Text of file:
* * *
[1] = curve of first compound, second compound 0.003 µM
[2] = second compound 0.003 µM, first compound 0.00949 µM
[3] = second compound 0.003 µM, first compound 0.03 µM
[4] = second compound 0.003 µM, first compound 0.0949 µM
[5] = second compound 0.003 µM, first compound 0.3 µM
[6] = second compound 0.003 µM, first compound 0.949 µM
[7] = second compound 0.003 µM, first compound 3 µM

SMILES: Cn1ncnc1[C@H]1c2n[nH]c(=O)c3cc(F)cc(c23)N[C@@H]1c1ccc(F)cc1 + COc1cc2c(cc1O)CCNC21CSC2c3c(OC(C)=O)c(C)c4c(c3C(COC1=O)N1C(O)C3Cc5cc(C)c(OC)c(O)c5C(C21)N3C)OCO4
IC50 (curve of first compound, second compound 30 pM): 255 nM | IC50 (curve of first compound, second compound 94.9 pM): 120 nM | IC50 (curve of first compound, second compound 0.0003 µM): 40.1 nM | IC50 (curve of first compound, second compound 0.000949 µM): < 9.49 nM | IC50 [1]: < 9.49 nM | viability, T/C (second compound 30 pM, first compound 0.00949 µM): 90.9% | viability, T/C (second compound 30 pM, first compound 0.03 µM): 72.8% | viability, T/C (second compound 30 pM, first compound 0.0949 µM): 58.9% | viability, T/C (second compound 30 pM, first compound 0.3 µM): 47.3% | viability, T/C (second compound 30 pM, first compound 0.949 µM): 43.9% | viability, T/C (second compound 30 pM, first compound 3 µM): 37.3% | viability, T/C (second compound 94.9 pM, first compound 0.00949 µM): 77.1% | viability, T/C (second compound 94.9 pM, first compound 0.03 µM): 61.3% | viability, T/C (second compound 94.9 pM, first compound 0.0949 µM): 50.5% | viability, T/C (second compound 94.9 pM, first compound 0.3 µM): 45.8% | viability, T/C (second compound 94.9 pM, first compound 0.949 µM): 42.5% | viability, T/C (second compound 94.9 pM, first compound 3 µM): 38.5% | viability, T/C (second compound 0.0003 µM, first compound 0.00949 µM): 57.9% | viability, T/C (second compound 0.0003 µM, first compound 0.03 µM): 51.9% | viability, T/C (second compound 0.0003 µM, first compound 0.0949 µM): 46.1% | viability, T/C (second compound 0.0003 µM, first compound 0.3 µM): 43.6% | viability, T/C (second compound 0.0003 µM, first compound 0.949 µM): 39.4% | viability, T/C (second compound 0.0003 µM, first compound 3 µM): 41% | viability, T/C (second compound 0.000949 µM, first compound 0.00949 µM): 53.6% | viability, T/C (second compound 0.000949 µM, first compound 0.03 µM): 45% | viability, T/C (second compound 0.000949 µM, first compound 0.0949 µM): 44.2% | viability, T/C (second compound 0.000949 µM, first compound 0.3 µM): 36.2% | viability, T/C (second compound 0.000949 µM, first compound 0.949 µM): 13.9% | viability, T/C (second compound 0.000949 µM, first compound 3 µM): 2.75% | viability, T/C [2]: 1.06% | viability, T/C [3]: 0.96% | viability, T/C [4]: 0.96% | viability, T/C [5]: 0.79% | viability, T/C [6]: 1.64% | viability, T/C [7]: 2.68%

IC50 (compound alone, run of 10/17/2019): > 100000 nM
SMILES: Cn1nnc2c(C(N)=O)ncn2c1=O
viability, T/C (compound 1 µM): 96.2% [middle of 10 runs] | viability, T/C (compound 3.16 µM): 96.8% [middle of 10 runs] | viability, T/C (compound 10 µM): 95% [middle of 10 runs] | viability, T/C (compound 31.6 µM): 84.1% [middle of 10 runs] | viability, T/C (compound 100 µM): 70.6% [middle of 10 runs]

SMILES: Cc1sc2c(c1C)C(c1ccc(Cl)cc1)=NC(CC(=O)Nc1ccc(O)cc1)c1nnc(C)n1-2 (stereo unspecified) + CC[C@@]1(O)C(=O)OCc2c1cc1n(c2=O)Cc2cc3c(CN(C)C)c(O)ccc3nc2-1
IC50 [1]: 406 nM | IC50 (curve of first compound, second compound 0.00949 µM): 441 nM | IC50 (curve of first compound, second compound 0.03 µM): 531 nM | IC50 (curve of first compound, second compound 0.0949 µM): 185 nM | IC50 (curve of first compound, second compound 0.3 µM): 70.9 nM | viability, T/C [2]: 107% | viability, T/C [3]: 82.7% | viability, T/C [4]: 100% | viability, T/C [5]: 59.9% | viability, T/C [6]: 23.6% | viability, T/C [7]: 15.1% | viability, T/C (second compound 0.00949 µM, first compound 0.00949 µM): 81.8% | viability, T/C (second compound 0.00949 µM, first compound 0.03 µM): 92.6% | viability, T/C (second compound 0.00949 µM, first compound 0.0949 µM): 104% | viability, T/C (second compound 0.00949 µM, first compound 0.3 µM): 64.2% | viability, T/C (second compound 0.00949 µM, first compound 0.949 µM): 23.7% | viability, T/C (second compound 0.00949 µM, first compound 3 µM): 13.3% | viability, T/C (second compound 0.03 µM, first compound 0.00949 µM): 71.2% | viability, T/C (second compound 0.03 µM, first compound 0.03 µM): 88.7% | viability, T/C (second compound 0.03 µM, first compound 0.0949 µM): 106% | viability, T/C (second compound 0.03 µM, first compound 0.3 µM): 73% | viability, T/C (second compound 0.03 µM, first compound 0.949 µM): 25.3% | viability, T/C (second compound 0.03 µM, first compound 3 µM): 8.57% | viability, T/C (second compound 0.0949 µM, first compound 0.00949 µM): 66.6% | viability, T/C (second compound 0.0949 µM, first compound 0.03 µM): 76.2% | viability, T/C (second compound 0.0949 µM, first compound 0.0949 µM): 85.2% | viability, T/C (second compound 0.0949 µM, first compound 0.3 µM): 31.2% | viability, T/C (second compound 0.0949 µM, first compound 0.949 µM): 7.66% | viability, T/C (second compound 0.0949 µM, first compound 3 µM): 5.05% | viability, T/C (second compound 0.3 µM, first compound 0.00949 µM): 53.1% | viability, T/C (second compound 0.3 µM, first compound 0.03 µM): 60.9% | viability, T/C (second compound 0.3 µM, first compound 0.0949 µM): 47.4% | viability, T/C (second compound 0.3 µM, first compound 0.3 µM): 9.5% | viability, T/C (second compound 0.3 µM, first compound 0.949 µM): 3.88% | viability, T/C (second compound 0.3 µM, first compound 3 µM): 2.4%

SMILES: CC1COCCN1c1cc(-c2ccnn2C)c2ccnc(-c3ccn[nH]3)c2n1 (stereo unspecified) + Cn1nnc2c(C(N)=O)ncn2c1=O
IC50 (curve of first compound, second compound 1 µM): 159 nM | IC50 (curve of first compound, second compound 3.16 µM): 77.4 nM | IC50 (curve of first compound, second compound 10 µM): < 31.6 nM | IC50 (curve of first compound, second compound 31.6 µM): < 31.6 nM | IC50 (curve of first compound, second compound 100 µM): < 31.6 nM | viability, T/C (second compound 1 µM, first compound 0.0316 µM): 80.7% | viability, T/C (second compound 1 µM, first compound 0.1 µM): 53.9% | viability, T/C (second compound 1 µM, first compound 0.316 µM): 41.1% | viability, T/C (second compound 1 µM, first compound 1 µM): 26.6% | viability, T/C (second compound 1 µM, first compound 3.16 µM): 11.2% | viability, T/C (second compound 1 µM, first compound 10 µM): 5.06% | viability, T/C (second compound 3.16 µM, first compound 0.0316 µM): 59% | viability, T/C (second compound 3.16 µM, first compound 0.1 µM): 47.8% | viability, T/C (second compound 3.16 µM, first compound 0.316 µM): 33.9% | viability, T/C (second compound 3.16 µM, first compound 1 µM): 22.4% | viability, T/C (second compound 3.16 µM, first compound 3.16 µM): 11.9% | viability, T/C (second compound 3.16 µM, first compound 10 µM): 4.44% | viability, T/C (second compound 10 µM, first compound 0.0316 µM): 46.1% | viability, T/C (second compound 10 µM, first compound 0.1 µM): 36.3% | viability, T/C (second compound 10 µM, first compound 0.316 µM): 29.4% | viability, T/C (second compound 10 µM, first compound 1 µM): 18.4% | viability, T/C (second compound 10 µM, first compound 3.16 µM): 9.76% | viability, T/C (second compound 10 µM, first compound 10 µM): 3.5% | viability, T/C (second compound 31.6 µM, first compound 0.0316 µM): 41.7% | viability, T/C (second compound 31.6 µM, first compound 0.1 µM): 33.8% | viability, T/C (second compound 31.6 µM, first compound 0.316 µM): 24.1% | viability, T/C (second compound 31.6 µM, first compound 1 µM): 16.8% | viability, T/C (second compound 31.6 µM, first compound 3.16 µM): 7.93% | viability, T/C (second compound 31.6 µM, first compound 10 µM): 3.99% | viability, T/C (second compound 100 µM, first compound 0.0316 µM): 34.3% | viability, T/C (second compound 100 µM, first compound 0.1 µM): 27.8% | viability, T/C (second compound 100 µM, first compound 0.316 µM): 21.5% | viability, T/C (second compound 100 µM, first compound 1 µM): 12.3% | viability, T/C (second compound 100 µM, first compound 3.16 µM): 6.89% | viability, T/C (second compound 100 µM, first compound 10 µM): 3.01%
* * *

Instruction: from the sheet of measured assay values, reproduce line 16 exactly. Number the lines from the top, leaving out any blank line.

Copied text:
IC50 (curve of first compound, second compound 1 µM): 159 nM | IC50 (curve of first compound, second compound 3.16 µM): 77.4 nM | IC50 (curve of first compound, second compound 10 µM): < 31.6 nM | IC50 (curve of first compound, second compound 31.6 µM): < 31.6 nM | IC50 (curve of first compound, second compound 100 µM): < 31.6 nM | viability, T/C (second compound 1 µM, first compound 0.0316 µM): 80.7% | viability, T/C (second compound 1 µM, first compound 0.1 µM): 53.9% | viability, T/C (second compound 1 µM, first compound 0.316 µM): 41.1% | viability, T/C (second compound 1 µM, first compound 1 µM): 26.6% | viability, T/C (second compound 1 µM, first compound 3.16 µM): 11.2% | viability, T/C (second compound 1 µM, first compound 10 µM): 5.06% | viability, T/C (second compound 3.16 µM, first compound 0.0316 µM): 59% | viability, T/C (second compound 3.16 µM, first compound 0.1 µM): 47.8% | viability, T/C (second compound 3.16 µM, first compound 0.316 µM): 33.9% | viability, T/C (second compound 3.16 µM, first compound 1 µM): 22.4% | viability, T/C (second compound 3.16 µM, first compound 3.16 µM): 11.9% | viability, T/C (second compound 3.16 µM, first compound 10 µM): 4.44% | viability, T/C (second compound 10 µM, first compound 0.0316 µM): 46.1% | viability, T/C (second compound 10 µM, first compound 0.1 µM): 36.3% | viability, T/C (second compound 10 µM, first compound 0.316 µM): 29.4% | viability, T/C (second compound 10 µM, first compound 1 µM): 18.4% | viability, T/C (second compound 10 µM, first compound 3.16 µM): 9.76% | viability, T/C (second compound 10 µM, first compound 10 µM): 3.5% | viability, T/C (second compound 31.6 µM, first compound 0.0316 µM): 41.7% | viability, T/C (second compound 31.6 µM, first compound 0.1 µM): 33.8% | viability, T/C (second compound 31.6 µM, first compound 0.316 µM): 24.1% | viability, T/C (second compound 31.6 µM, first compound 1 µM): 16.8% | viability, T/C (second compound 31.6 µM, first compound 3.16 µM): 7.93% | viability, T/C (second compound 31.6 µM, first compound 10 µM): 3.99% | viability, T/C (second compound 100 µM, first compound 0.0316 µM): 34.3% | viability, T/C (second compound 100 µM, first compound 0.1 µM): 27.8% | viability, T/C (second compound 100 µM, first compound 0.316 µM): 21.5% | viability, T/C (second compound 100 µM, first compound 1 µM): 12.3% | viability, T/C (second compound 100 µM, first compound 3.16 µM): 6.89% | viability, T/C (second compound 100 µM, first compound 10 µM): 3.01%